Where the challenged multiple representation includes as co-parties a municipality and its individual employees, special concerns obtain. In Dunton v. County of Suffolk, the Second Circuit explained that actions brought pursuant to 42 U.S.C. § 1983 create a pronounced potential conflict of interest between a municipality and its co-defendant employee. 729 F.2d 903 (2d Cir. 1984). The municipality avoids liability if it can demonstrate that its employee was acting outside the scope of official duties, whereas the employee avoids liability by demonstrating that his actions conformed to official policy. Id. at 910. Even in these circumstances, however, there is no absolute rule that an attorney be disqualified; a case-by-case determination is all that is required and separate counsel may not be necessary in the event of a sufficient waiver by either co-defendant. Patterson v. Balsamico, 440 F.3d 104, 114-15 (2d Cir. 2006); Dunton, 729 F.2d at 910.

B. RCB's Prior Representation of the City and Eugene Cammarato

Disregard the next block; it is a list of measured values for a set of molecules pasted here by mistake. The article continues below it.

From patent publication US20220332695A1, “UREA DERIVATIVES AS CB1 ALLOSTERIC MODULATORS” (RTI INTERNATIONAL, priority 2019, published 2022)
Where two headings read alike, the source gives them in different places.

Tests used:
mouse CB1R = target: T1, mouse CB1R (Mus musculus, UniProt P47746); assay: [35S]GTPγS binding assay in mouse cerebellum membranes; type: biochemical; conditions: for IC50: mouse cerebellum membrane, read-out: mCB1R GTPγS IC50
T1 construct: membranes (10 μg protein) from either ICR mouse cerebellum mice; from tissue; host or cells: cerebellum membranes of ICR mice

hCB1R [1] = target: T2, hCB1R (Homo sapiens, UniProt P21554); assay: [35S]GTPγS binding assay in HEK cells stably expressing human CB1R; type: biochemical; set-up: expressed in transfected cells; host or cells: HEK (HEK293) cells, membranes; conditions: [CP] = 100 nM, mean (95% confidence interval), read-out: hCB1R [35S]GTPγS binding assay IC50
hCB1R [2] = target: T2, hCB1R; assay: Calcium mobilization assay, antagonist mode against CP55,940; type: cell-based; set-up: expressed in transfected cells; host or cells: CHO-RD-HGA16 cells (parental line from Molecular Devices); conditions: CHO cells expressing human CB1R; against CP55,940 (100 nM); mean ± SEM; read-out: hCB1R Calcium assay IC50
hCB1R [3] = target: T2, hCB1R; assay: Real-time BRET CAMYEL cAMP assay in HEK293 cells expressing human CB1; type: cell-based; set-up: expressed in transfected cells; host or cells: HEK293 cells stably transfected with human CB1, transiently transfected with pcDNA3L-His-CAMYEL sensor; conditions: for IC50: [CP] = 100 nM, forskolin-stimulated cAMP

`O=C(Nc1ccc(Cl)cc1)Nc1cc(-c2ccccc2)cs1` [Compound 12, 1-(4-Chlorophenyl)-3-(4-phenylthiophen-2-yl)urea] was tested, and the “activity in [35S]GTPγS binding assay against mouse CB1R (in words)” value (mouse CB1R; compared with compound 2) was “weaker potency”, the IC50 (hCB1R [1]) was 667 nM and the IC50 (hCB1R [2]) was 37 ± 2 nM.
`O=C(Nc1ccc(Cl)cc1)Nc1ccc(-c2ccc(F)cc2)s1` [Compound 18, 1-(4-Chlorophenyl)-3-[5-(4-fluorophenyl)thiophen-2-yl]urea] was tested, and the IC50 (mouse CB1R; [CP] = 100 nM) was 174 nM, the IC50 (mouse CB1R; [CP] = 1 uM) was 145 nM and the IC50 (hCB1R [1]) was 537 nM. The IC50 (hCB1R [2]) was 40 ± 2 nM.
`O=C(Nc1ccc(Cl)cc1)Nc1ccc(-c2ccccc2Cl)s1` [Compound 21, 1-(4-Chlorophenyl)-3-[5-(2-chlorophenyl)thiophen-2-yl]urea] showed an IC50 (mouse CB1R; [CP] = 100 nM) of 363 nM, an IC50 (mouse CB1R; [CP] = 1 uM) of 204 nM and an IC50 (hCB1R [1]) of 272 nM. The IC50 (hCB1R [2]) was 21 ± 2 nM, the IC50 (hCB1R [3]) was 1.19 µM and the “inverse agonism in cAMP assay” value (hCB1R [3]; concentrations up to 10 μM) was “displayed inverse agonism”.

The plaintiffs have identified two possible ethical conflicts arising from RCB's prior representation of the City and Eugene Cammarato that purportedly warrant the disqualification of RCB. First, in the event that Eugene Cammarato is called as a witness for deposition or otherwise, RCB might be ethically barred from cross-examining him. N.Y. Comp. Codes R. & Regs. tit. 22, § 1200.19(b)(2) ("[A] lawyer shall not knowingly ... use a confidence or secret of a client to the disadvantage of the client.").*fn2 That concern, if it exists at all, is premature. RCB has represented that it has no current intention of calling Eugene Cammarato as a witness but indicated that it may choose otherwise if the course of discovery reveals a need for his testimony, DE 84 at 15 & n.16, and although the plaintiffs have preserved the possibility of doing so, they have not yet said that they will seek to call him. Accordingly, any potential conflict arising from Eugene Cammarato's status as a potential witness has not yet ripened into a basis for RCB's disqualification and may never do so.*fn3